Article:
From the same family of taglines is the phrase “I’m just teasing” or “I’m just joking ” where responsibility also is disowned for one’s actions and their effects. In some instances, however, the “joker” may, in fact, have trouble reading people, or may have miscalculated the other person’s reaction, believing she is going to laugh along with them. Such cases are easily recognizable because the recipient’s hurt is treated with more concern and sensitivity, not invalidated.

Typically, however, the “I’m just kidding” tagline is part of a passive-aggressive, unconscious dynamic in which anger is sneakily expressed and then defended against. The perpetrator of the remark denies responsibility for jabbing anyone, accusing the recipient of the jab of being “too sensitive,” and mocking her for feeling the sting. People who use this defensive style frequently accommodate others, are afraid of conflict and anger, feel misunderstood in relationships, and believe they never get angry. Not surprisingly, they are befuddled when others are put off by actions or remarks that, unbeknownst to them, transmit hidden hostility.

Stacey is a stay-at-home mom whose husband resents helping out when he comes home. When she asked if he could drive their son to hockey this time, Steve said, mockingly, “Why, because you’ve been working so hard all day?” When Stacey became upset, he said, “Honey, I’m just kidding. Where’s your sense of humor?” Oblivious to the covert hostility in his “playful” comment, Steve was indignant when Stacey reacted with offense, creating a cycle of hurt and misunderstanding for both.

So if you’re the misunderstood “joker,” and you’ve unwittingly hurt someone and want to make things better, be smart and own up to it. Consider soul-searching for the unconscious resentment you may be harboring so it won’t leak out surreptitiously. Hey, I’m just saying…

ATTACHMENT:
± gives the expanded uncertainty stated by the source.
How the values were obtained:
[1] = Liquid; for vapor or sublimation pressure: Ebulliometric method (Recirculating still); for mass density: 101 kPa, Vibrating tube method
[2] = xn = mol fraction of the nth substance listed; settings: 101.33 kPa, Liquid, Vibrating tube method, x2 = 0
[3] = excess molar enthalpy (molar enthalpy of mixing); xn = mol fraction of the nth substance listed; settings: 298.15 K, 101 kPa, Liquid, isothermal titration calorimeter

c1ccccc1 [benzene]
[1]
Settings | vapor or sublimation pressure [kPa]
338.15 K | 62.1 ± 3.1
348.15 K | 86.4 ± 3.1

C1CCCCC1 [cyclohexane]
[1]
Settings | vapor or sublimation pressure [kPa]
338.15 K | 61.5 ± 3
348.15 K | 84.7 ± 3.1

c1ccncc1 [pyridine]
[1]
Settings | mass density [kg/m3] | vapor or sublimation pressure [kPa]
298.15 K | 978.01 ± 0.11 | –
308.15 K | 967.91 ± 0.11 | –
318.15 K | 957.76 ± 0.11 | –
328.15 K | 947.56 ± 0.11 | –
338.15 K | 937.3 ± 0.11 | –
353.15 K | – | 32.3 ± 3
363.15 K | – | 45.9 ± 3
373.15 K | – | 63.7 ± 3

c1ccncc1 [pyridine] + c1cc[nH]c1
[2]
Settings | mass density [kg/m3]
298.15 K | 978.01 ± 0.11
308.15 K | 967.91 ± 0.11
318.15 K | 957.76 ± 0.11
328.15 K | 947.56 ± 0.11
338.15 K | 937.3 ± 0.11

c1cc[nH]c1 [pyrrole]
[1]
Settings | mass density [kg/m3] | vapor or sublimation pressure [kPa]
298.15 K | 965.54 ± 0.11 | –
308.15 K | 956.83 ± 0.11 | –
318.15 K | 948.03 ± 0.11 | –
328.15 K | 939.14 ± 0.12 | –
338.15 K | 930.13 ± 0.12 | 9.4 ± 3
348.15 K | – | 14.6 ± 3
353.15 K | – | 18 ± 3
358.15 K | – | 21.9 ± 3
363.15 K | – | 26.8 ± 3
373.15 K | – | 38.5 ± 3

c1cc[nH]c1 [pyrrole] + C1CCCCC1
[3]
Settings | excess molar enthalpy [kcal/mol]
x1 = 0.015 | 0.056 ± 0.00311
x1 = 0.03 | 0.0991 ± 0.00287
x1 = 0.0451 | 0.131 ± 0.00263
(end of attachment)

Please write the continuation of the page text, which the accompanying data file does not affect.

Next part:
Tips for misunderstood "jokers" or "teasers":

• Step back from being caught up in whether the other person’s reaction is justified.
• Don’t defend yourself or argue about the validity of the other person’s reaction.
• Take seriously the other person’s feelings and experience of you.
• Take responsibility: acknowledge that you hurt the other person.
• Apologize.
• Consider that you may have (unconscious) resentments that are leaking out. Think about possible resentments you may be harboring toward the person you’re teasing, in other areas of your life, or from your past.

Empowering comebacks to: "I’m just saying":

• “I know – and I’m ‘just responding’ to what feels like an insult.”
• “I know – but the fact that you are ‘just saying’ something offensive doesn’t make it less offensive.”
• “I know – and what you’re ‘just saying’ is offensive. Hey, I’m just saying.”
• “I know – and I’m not sure you recognize that what you’re ‘just saying’ comes across as critical, hurts my feelings, is insulting, etc.”
• “I’ve thought this through and I’m comfortable with what I’m doing. I’m not seeking input on this.”
• “Thanks for your input, I’ll take it under advisement.”
• “Thanks for your input. I’ll let you know if I need any additional opinions on this.”

 

Click a link to go to other articles like this one in the following categories: Relationships

 
Copyright © 2004 - 2017 by Lynn Margolies, Ph.D. All Rights Reserved.
Psychologist, Newton Centre, MA.